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Nab-Paclitaxel Monotherapy Shows Promise for Previously Treated, Advanced NSCLC

Nalley, Catlin

doi: 10.1097/01.COT.0000527180.72655.02
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Data from the ABOUND 2L+ study, presented at the ESMO 2017 Congress, shows that single agent nanoparticle albumin-bound (nab) paclitaxel is promising for patients with previously treated, advanced non-small cell lung cancer (NSCLC) (Abstract LBA48).

“Immune checkpoint blockade has replaced docetaxel in patients with previously treated advanced stage NSCLC,” noted study author Daniel Morgensztern, MD, Associate Professor in the Division of Medical Oncology and Director of Thoracic Oncology at the Washington University School of Medicine, St. Louis, Mo. “Nevertheless, prolonged benefit from single agent nivolumab, pembrolizumab, or atezolizumab is uncommon and most patients become eligible for additional therapy, usually with docetaxel, which has limited activity in this setting.

Daniel Morgensztern, MD

Daniel Morgensztern, MD

“Nab-paclitaxel is a cremophor-free formulation of paclitaxel that does not require pre-medication with dexamethasone and showed encouraging results as a single agent in previously treated patients with advanced NSCLC,” he continued. “The combination with CC-486, an oral formulation of azacytidine, is based on preclinical synergism between epigenetic drugs and chemotherapy in NSCLC cells lines.”

Patients with advanced, non-squamous NSCLC who underwent one prior line of chemotherapy were randomized 1:1 to receive nab-paclitaxel (100 mg/m2 on days 8 and 15) plus CC-486 (200 mg QD on days 1-14) or nab-paclitaxel alone (100 mg/m2 on days 1 and 8, both administered q3w).

After completion of the accrual, a third arm was added with the combination with durvalumab, where patients with squamous histology and prior use of immune checkpoint inhibitors were allowed, according to Morgensztern.

Grade 3 or 4 adverse events (AEs) were 59.5 percent in the combination arm compared to 54.4 percent in the nab-paclitaxel arm. The most common hematologic grade 3 or 4 AEs were neutropenia (16.5% vs. 10.1%) and anemia (1.3% vs. 7.6%). Peripheral neuropathy (grade 3 or 4) occurred in 2.5 percent of patients in the combination arm compared to 7.6 percent of patients who received nab-paclitaxel alone.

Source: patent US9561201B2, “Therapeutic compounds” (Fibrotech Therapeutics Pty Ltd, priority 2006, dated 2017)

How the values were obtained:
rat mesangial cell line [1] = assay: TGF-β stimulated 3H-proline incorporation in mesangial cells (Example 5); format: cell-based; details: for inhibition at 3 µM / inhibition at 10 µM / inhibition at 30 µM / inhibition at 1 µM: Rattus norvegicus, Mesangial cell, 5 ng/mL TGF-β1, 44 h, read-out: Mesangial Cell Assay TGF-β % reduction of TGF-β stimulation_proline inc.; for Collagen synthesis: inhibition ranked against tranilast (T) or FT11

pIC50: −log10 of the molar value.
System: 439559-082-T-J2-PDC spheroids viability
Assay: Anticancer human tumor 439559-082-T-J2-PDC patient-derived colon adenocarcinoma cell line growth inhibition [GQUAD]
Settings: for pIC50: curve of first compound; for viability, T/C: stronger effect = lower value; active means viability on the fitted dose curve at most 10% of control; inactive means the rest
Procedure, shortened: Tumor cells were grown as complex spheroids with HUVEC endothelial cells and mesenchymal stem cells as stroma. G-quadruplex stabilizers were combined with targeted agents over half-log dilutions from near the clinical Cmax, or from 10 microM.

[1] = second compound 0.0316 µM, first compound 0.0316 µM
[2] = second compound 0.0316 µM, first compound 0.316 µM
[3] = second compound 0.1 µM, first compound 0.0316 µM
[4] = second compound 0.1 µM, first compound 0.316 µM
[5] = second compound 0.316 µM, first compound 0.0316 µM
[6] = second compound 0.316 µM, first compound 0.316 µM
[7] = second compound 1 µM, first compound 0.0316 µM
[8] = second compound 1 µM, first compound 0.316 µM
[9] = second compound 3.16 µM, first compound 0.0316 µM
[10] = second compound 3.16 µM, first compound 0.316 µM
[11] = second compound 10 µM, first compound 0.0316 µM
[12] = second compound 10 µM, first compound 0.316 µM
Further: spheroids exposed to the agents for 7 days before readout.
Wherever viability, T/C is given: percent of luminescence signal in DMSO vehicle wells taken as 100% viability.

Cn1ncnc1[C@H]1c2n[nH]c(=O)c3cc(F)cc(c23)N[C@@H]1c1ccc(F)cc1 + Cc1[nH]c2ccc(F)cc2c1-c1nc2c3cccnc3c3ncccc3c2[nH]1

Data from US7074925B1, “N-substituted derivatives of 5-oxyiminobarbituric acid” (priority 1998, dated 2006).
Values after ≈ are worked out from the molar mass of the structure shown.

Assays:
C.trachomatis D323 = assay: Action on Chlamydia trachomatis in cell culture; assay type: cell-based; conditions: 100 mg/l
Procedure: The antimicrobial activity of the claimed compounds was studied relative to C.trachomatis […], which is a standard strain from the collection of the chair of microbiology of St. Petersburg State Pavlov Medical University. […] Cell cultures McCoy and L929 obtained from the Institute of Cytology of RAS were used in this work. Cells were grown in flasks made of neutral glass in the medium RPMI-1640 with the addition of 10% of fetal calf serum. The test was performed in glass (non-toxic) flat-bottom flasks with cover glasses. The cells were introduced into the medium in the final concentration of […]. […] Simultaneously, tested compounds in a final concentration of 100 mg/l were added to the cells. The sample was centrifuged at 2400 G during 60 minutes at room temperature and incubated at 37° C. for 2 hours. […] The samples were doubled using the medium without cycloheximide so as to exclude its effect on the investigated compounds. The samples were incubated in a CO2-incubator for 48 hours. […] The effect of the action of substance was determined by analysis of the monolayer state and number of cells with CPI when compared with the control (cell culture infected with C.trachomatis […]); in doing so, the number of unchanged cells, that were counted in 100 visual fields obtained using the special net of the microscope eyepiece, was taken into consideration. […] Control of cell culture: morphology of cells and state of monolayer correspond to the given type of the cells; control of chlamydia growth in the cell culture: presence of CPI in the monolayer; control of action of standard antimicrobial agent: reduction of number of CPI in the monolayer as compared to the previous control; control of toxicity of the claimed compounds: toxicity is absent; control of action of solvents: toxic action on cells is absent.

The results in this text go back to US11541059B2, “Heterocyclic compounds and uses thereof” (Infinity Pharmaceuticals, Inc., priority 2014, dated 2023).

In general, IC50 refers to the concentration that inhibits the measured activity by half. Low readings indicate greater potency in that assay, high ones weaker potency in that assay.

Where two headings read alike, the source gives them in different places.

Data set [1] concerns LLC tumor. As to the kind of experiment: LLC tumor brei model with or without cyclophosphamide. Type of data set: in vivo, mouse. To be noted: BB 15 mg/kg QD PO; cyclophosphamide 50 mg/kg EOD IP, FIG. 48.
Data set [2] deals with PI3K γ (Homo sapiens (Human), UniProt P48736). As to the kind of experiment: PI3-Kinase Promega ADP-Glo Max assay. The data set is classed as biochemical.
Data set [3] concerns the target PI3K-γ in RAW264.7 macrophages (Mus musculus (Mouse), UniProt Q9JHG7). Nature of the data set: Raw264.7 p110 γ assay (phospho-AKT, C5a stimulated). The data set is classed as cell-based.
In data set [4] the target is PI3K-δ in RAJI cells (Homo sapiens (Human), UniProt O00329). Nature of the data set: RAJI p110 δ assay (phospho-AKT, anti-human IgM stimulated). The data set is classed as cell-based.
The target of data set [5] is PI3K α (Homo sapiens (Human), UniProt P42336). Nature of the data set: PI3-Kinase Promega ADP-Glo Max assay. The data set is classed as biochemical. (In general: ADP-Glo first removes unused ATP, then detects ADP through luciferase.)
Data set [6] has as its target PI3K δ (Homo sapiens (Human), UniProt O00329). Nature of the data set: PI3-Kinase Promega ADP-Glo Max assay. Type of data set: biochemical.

Data found that the addition of CC-486 to nab-paclitaxel did not lead to improvements in PFS (3.2 months vs. 4.2 months), OS (8.4 months vs. 12.7 months), and ORR. Researchers reported preliminary data for 79 patients in the nab-paclitaxel plus durvalumab arm, including a PFS of 4.4 months and an ORR of 20 percent. Median OS was not estimable at this time.

“The study showed that single agent nab-paclitaxel was associated with a similar median PFS compared to historical data on docetaxel,” Morgensztern reported. “However, the safety profile with lower rates of neutropenia and febrile neutropenia, as well as the median OS of 12.7 months, are encouraging.

“Although the combination with CC-486 was well-tolerated, it did not provide benefit compared to single agent nab-paclitaxel,” he continued. “The combination of nab-paclitaxel with durvalumab was also well-tolerated and the results are still immature for conclusions on efficacy.”

Given the promising results of this study, nab-paclitaxel should be considered an effective and well-tolerated alternative to docetaxel in patients with previously treated, advanced stage NSCLC, according Morgensztern.

“Ongoing studies including the J-AXEL, which is a randomized phase III trial comparing nab-paclitaxel to docetaxel, will further define the best approaches in patients with previously treated NSCLC,” he concluded.

Catlin Nalley is associate editor.

Wolters Kluwer Health, Inc. All rights reserved.
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